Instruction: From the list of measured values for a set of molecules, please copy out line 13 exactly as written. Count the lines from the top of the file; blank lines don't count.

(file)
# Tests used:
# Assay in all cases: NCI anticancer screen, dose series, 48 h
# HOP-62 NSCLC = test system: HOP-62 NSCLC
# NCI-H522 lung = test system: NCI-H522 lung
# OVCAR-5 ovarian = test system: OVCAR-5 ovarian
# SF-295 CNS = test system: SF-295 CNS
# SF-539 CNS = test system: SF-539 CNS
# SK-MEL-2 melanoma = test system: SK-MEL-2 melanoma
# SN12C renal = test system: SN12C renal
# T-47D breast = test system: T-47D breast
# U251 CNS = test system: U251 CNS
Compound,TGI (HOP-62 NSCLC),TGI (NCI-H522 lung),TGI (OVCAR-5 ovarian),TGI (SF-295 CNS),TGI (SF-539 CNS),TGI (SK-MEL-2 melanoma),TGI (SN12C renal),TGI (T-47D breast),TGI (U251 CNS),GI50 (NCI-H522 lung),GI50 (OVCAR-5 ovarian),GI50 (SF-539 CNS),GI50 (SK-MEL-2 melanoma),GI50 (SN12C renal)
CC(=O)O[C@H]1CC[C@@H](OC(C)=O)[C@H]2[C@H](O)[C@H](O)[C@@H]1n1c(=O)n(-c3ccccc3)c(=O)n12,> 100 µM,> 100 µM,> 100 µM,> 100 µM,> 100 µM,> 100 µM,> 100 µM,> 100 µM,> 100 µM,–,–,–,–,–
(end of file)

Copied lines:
CC(=O)O[C@H]1CC[C@@H](OC(C)=O)[C@H]2[C@H](O)[C@H](O)[C@@H]1n1c(=O)n(-c3ccccc3)c(=O)n12,> 100 µM,> 100 µM,> 100 µM,> 100 µM,> 100 µM,> 100 µM,> 100 µM,> 100 µM,> 100 µM,–,–,–,–,–